but for this untoward sickness, which seized me upon never by any chance to be made matter of conversatio this desolate frontier, and bath wasted, not alone my but which are manifestly given for the benefit of the strength, but means, and leaves us-no! this is beyond dience. I thought The Critic had laugbed this mancun mel but for this I bad been happy.' -- This is indeed, be down so completely, that no one would now-a-days bat yond us. If this be poetry, then we were wrong in taking had recourse to it. Lord Byron might as dramatically his Lordship's preface for prose. It will run on ten feet as and more satisfactorily, have brought forward a god well as the rest-See ante, p. 532] :
devil to prologuise, as of old, or have adopted Terence • Some of the characters are modified
plan at once, and hauled up on the stage some unfortunat Or altered, a few of the names changed, and
Sosia, or Davus, to act the part of a channel, to convey One character (Ida of Stralenheim)
the audience information which the poet had not si Added by myself, but in the rest the Original is chietly followed. When
otherwise to communicate. Werner gravely informs his wie I was young (about fourteen, I think) I
that he had been married to her twenty years that I First read this tale, which made a deep impression father disinherited him in consequence-that they had on Upon me'
80n--that they had not seen him for twelve years Nor is there a line in these so lame and halting, but we his real name was not Werner-and other impertinences all could point out many in the drama as bad." Campbell. the kind." Dr. Maginn.-L.E. -LE.
We had not felt our poverty but as
Here in the prince's palace—(to be sure, Millions of myriads feel it, cheerfully;
His highness had resign'd it to the ghosts But for these phantoms of thy feudal fathers, And rats these twelve years--but 't is still a palace) | Thou mightst have earn'd thy bread, as thousands earn I say you have been our lodger, and as yet Or, if that seem too humble, tried by commerce, [it; We do not know your name. Or other civic means, to amend thy fortunes.
My name is Werner. Wer. (ironically.) And been an Hanseatic burgher? Iden. A goodly name, a very worthy name Excellent!
As e'er was gilt upon a trader's board :
[rows: Surgeon's assistant (hoping to be surgeon),
Oh, yes; we are, but distantly.
Well, I'm glad of that: la youth was such as to unmake an empire,
I thought so all along, such natural yearnings Had sach been my inheritance; but now,
Play'd round my heart!-blood is not water, cousin;
Our better acquaintance: relatives should be
Wer. You appear to have drunk enough already; The last sole scion of a thousand sires
And, if you had not, I've no wine to offer, Par I was then the last,) it hurt me less
Else it were yours: but this you know, or should know: Then to behold my boy and my boy's mother You see I am poor, and sick, and will not see Excluded in their innocence from what
That I would be alone ; but to your business! My faults deserved-exclusion; although then
What brings you here? Ay passions were all living serpents, and
Iden. Why, what should bring me here? Toined like the gorgon's round me.
Wer. I know not, though I think that I could guess
Patience, dear Werner! A knocking! Iden. You don't know wbat has happen'd, then ? Jos. Who can it be at this lone hour? We have Jos.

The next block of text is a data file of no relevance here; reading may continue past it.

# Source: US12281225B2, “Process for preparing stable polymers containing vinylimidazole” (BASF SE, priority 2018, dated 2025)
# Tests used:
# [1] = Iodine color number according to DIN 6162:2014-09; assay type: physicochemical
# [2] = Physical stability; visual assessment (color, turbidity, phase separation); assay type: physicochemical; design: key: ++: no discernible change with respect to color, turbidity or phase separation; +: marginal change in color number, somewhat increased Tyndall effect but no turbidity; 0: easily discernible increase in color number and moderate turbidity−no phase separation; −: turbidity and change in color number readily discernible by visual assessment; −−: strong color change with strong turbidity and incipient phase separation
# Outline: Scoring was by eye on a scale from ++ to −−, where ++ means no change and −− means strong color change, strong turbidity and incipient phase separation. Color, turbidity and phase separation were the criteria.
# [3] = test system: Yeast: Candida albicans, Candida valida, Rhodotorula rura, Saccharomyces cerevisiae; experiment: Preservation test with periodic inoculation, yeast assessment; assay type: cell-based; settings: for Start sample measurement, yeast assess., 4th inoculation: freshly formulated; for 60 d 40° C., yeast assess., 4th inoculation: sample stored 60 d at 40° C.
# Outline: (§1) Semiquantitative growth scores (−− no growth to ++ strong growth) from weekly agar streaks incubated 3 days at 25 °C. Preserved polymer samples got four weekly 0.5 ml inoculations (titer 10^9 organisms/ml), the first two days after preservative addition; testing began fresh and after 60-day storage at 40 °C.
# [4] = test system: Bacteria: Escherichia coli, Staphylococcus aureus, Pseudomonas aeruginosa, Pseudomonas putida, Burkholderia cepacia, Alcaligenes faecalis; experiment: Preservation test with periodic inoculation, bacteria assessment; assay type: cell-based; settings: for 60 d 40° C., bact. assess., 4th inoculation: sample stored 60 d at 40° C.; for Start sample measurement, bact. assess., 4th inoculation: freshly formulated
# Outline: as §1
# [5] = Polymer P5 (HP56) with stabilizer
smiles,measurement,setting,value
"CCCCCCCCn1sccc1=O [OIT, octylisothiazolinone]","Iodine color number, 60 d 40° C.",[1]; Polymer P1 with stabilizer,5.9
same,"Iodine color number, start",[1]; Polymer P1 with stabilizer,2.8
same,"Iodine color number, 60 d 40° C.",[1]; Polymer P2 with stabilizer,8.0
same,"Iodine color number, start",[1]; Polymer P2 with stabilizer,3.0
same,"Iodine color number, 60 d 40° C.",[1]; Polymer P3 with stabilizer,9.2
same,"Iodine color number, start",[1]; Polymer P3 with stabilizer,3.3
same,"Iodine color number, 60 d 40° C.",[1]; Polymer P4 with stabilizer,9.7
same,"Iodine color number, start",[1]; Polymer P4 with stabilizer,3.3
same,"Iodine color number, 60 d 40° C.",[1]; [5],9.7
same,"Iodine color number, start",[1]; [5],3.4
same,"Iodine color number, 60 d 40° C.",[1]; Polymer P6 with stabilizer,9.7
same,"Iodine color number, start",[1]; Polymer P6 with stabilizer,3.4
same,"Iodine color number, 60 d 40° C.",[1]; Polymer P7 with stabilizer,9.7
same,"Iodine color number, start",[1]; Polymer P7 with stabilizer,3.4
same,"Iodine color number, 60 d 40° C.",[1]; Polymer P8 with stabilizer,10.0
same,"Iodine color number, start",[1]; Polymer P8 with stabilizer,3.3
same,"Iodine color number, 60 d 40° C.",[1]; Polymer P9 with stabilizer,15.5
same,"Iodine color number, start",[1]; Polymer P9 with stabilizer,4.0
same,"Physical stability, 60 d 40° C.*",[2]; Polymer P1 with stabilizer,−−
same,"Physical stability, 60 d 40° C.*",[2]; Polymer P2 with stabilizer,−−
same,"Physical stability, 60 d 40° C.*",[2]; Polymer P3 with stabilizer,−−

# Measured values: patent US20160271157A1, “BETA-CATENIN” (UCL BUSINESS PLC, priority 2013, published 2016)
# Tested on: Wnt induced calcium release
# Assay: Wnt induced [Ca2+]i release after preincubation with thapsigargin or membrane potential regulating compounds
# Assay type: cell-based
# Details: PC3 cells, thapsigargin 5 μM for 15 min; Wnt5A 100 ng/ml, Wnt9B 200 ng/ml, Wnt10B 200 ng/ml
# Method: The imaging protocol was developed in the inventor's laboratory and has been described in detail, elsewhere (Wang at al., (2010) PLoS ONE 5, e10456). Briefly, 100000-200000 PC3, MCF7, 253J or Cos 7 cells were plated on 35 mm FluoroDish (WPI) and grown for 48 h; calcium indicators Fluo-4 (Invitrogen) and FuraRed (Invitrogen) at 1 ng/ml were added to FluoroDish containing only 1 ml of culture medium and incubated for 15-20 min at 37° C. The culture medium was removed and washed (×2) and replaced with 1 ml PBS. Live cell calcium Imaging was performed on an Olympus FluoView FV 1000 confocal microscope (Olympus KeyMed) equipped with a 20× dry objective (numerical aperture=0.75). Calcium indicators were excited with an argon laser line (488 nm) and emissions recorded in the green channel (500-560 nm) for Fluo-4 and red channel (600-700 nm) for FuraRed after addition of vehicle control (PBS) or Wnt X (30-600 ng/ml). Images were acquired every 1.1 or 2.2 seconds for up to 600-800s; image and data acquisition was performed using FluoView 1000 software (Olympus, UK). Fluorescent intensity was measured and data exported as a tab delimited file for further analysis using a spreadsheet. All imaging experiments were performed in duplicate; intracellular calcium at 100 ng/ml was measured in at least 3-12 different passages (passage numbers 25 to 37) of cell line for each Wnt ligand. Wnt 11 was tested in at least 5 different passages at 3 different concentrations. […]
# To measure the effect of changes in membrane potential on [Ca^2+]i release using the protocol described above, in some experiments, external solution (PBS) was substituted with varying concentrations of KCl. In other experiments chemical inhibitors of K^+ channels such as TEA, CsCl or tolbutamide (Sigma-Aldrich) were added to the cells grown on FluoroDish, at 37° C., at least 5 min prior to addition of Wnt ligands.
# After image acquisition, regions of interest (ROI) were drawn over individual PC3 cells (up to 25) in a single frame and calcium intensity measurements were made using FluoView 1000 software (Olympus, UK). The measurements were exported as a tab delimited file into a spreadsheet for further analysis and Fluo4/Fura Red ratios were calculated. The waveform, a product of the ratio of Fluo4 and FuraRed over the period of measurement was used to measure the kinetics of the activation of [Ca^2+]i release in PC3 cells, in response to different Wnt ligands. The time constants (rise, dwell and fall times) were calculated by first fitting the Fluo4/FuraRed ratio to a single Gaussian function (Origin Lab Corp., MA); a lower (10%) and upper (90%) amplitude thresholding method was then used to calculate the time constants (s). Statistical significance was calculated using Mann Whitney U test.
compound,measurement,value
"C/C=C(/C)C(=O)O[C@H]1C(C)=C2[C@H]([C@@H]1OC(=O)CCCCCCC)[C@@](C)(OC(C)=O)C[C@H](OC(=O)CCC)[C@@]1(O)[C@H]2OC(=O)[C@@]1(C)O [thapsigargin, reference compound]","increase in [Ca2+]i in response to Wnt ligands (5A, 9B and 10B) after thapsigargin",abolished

How should we? Pew visiters.
Iden. The river has o'erflow’d. Wer. And poverty hath none,
Alas! we have known Sure those who come to make it poorer still.
That to our sorrow, for these five days; since Well, I am prepared.
It keeps us here. (WERNER puts his hand into his bosom, as if to Iden.
But what you don't know is, search for some weapon.
That a great personage, who fain would cross, Oh! do not look so. I Against the stream and three postilions' wishes, Will to the door. It cannot be of import
Is drown'd below the ford, with five post-horses, In this lone spot of wintry desolation :
A monkey, and a mastiff, and a valet. The very desert saves man from mankind.
Jos. Poor creatures are you sure? [She goes to the door. Iden.
Yes, of the monkey,
And the valet, and the cattle; but as yet
We know not if his excellency's dead
Are you But what is certain is, that he has swallow'd
Enough of the Oder to have burst two peasants; Iden. Not afraid !
And now a Saxon and Hungarian traveller, Egad! I am afraid. You look as if
Who, at their proper peril, snatch'd him from 11 ask'd for something better than your name,
The whirling river, have sent on to crave
A lodging, or a grave, according as
It may turn out with ihe live or dead body. * Iden. Better or worse, like matrimony: what | Jos. And where will you receive him? here, I hope, Shall I say more? You have been a guest this month | If we can be of service--say the word.
11 "Werner's wife, Josephine, with the exception of lea, the only female in the drama, is an example of true and spotless virtue. A true woman, she not only well maintains the character of her sex by general integrity, but Squally displays the endearing, soft, and unshaken affection of a wife; cherishing and comforting a suffering husband throughout all the adversities of his fate, and all the errors o bis own conduct. She is a native of Italy, and thus con
trasts the beauties and circumstances of her own country with those of the frontiers of Silesia, where an instance of petty feudal tyranny has just excited her feelings.” M. Rev. -L. E.
(2) "The most amusing fellow in the drama is Monsieur Idenstein ; wbo makes the finest speech, too, beyond comparison, of any of the personages. The only wonder is, where he got it.” Ecl. Rev.-J. E.